State Director, Environment Oregon
State Director, Environment Oregon
State Director, CALPIRG
Director of Media Relations, The Public Interest Network
PORTLAND, Ore. – Until recent decades, most shopping didn’t involve single-use plastic bags. That could be the case again soon. Recently enacted plastic bag bans across the United States have proven that people can still shop without plastic bags – and benefit their communities by doing so.
Plastic Bag Bans Work, a new report released Thursday by U.S. PIRG Education Fund, Environment America Research & Policy Center and Frontier Group, estimates that, on average, plastic bag bans similar to those studied can eliminate almost 300 single-use plastic bags per person, per year. Studied bans have also reduced plastic bag litter by one-third or more and encouraged the use of more sustainable options.
“The bottom line is that plastic bag bans work,” said U.S. PIRG Education Fund President Faye Park. “People realize quickly it’s easy to live without plastic bags and get used to bringing a bag from home or skipping a bag when they can. That means less waste and less litter. For our children to inherit a less polluted earth, that’s exactly what we need.”
The report analyzed data from across the country and found that bans in just five locations (with a combined population of more than 12 million people) have cut single-use plastic bag consumption by about 6 billion bags per year – or enough to circle the earth 42 times.
As of 2021, more than 500 cities and towns across 28 states had a plastic bag ordinance in effect. Ten states – California, Connecticut, Delaware, Hawaii, Maine, New Jersey, New York, Oregon, Vermont and Washington – had some form of statewide ban on single-use plastic bags as of 2023 and bans in Colorado and Rhode Island went into effect on the first day of 2024.
“Single-use plastic bags are constantly getting caught in our trees, lining our roadways and polluting our waterways, where they can harm wildlife,” said Celeste Meiffren-Swango, Environment America Research & Policy Center’s Beyond Plastic campaign director. “It’s exciting to see cities and states taking action to reduce the use of this ubiquitous yet unnecessary product. We are seeing real results.”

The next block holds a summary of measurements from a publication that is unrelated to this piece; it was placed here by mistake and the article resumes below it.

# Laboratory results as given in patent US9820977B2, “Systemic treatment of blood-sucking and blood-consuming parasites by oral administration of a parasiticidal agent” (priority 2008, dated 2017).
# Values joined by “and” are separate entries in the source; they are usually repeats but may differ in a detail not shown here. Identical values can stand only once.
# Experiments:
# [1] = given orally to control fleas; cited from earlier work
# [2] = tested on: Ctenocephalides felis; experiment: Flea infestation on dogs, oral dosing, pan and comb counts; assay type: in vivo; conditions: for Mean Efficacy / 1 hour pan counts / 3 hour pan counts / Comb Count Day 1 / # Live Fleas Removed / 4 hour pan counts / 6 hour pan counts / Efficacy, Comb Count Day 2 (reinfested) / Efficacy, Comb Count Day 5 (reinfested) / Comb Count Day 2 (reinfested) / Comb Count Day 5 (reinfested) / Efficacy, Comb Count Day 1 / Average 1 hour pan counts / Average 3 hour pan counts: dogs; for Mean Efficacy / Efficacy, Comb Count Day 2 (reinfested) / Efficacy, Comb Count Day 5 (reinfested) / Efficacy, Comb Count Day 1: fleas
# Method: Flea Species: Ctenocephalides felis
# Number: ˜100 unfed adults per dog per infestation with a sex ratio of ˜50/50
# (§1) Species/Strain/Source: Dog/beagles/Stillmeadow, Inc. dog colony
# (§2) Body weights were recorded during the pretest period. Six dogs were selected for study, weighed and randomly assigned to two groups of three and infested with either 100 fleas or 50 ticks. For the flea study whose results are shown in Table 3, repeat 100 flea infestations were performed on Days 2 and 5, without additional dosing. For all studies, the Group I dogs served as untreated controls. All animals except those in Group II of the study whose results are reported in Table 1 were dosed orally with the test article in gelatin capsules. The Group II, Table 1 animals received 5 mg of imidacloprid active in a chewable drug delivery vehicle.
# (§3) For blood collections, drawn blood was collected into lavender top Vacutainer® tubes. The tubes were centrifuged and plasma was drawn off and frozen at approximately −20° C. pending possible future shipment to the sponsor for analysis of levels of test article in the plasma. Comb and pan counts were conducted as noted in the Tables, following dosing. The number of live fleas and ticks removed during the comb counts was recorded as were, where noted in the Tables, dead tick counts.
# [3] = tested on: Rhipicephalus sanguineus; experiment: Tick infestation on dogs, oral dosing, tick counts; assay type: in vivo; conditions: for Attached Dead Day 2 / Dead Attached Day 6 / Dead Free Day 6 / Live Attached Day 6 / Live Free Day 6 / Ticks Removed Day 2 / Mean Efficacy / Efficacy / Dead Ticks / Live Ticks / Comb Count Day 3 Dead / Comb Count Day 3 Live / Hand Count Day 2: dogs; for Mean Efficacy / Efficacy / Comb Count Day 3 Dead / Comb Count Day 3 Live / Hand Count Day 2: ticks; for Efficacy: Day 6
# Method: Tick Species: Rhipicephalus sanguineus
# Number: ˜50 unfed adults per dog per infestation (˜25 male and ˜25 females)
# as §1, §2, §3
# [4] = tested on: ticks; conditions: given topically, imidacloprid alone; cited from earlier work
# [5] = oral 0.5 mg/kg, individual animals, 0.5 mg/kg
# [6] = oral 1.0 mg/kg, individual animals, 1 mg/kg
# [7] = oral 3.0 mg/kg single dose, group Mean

The plastics industry has figured out a way to continue producing and selling wasteful plastic bags in many of the places that have passed a ban. The report found that in some places, a loophole allows businesses to replace thin plastic bags with thicker, allegedly “reusable,” ones at checkout for a fee. However, many people only use these thicker bags once, too, before throwing them away. Because of this, in some areas with bans, the weight of plastic bag waste has increased even though the number of plastic bags distributed has declined.
“Thicker plastic bags go against the intent of these laws. There’s a simple fix – closing these loopholes,” said Meiffren-Swango. ” Nothing we use for just a few minutes should pollute the environment for centuries. We encourage cities and states to continue to pass bag bans so we can reduce plastic waste, cut down on litter and build a cleaner, greener future for everyone.”
The authors also suggest other policies to make future plastic bag bans as effective as possible. Recommendations include not allowing plastic film bags of any thickness at checkout, charging a fee of at least 10 cents for single-use paper bags and ensuring proper enforcement.
To see what environmental impact a plastic bag ban would have on your local community, head to our “Single-use plastic bag ban waste reduction calculator” and input your city or state.